Colour studies

One of the essential reading texts for A Creative Approach is Colour: A workshop for artists and designers by David Hornung.  I did the first four assignments from this workshop and included the results in my sketchbook.

I initially struggled with the terminology, as although the terms value and hue were already familiar to me in relation to colour, I was not used to chromatic grey, muted colour or prismatic colour.  Once the book got to the stages of samples of chromatic greys with a broad range of hues and narrow value range I got stuck!  I enlisted some help from my husband who, fortunately for me, used to be a lecturer in the BBC teaching technicians how colour television worked from the first basics of how the eye sees colour.  A few explanations later and I went off to tackle the colour studies.

Each of the four assignments had two parts, the first part to produce samples in a broad range of hues and broad range of values, and the second part to keep a broad range of hues but key them to a narrow value range.  Each sample was approx 6″ x 6″ and the shapes used were the same in each sample so the focus would be on the colour rather than the design. I purchased a new set of Winsor and Newton Designer Gouache in the recommended colours as given in the book, painted colour swatches and applied them as collage to a base colour painted directly into my sketchbook.

To test the samples where I was trying to key the hues to a narrow value range, I converted each image to greyscale.

Sample 1 – chromatic grey, broad hue, broad value

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Sample 2 – chromatic grey, broad hue, narrow value

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Greyscale image of sample 2

This greyscale image shows where I got the value of the green/yellow piece wrong.  I re-read the book and it does say that yellows are always light in value.  I made the mistake here of using the same base grey to add to all the hues I mixed, and I should have used a darker grey to make that adjustment to the yellow.

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Sample 3 – muted colour, broad hue, broad value

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Sample 4 – muted colour, broad hue, narrow value

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Greyscale image of sample 4

Now this just proves that although I thought my values were quite close in the above sample, in reality they were really a long way out!  I have distinct groupings where I got some of the values to match really closely but not across the full range of hues.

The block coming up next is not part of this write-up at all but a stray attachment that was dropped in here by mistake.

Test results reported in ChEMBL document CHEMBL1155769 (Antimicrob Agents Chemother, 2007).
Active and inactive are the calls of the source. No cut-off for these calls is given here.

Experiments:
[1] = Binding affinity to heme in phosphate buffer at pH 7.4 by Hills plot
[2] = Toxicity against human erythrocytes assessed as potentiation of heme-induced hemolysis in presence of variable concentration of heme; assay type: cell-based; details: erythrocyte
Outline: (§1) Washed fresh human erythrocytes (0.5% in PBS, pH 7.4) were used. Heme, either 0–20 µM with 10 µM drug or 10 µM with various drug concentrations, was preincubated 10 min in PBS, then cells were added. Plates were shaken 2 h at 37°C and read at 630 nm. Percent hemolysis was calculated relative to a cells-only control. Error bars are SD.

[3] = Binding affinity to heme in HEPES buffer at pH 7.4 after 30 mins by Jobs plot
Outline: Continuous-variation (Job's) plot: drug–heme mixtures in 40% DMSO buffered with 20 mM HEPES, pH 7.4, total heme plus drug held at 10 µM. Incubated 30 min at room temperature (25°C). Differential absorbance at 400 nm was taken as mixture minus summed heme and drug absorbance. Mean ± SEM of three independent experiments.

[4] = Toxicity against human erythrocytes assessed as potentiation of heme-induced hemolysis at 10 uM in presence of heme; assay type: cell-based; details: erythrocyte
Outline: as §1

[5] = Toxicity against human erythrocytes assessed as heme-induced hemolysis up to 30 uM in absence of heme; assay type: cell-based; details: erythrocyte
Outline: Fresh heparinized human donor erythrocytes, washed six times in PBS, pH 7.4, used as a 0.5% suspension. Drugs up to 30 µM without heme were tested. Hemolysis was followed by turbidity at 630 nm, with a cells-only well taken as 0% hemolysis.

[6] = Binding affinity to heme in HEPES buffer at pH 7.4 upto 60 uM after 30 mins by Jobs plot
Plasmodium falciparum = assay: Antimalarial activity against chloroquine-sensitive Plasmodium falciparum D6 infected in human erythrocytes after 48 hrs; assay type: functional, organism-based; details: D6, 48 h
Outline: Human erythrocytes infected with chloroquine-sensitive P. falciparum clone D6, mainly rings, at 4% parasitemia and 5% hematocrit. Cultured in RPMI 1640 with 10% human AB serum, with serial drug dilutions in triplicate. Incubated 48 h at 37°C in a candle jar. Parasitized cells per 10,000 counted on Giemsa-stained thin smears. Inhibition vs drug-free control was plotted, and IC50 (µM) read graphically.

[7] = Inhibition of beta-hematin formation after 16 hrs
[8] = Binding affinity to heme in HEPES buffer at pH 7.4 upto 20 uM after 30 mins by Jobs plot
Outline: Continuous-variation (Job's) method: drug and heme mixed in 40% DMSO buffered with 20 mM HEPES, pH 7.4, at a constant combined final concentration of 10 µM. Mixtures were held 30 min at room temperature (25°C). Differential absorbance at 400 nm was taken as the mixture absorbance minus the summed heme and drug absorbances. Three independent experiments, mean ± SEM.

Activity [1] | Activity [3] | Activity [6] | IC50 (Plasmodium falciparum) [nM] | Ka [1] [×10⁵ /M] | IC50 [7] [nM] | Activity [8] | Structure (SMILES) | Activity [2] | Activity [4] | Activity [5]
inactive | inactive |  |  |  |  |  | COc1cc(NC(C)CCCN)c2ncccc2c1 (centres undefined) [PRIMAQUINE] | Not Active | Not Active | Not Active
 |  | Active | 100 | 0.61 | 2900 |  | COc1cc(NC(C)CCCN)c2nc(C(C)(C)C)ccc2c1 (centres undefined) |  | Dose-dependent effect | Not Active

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Sample 5 – prismatic colour, broad hue, broad value

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Sample 6 – prismatic colour, broad hue, narrow value

By this stage I was actually running out of paint even though I had purchased new tubes to do these exercises!

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Greyscale image of sample 6

Not particularly good on the value range in this sample either, although I deliberately steered away from yellow as I was keying to a dark value.

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Sample 7 – broad saturation, broad hue, broad value

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Sample 8 – broad saturation, broad hue, narrow value

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Greyscale image of sample 8

This sample was pulled together by eye from all the colour swatches I had already mixed.  I got reasonably close for much of it with just one darker and one lighter value jumping out.

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This section in the book then finishes with free studies where the student is encouraged to play with colour without any constraints.

Half my paints had run out so I was limited in what I could do.  This first one uses some of the swatches left from the samples above as the base layer.  I then played with yellow, red and the two mixed to see how the colours changed across the background and depending on how they were applied.

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Free painting in this next sample, again with my limited paints.  I actually really like this sample, I think the limited hues unify the piece and the broad brush strokes show freedom and the liberation of the constraints of the earlier samples.

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Now I really had run out of paints so I raided the leftover painted swatches.  For this next piece I chose graduating greens for the background and then random strips of other hues on top.  With this it is possible to see how the foreground colours seem to change depending on which green they appear against..

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Finally a playful piece mixing circles and strips at random.

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This was a very time consuming set of studies but very worthwhile.  I gained a much greater understanding of the interplay of colours from working through the exercises rather than simply reading the book.  I learned how my eye could be tricked with its reading of values, and how hard it is to mix a broad range of prismatic hues to a narrow value range. I learned that yellow really always does have a lighter value and that the line between a chromatic grey and a muted colour is very blurry.

Source:

Hornung, D (2004) Colour A Workshop for Artists and Designers Laurence King

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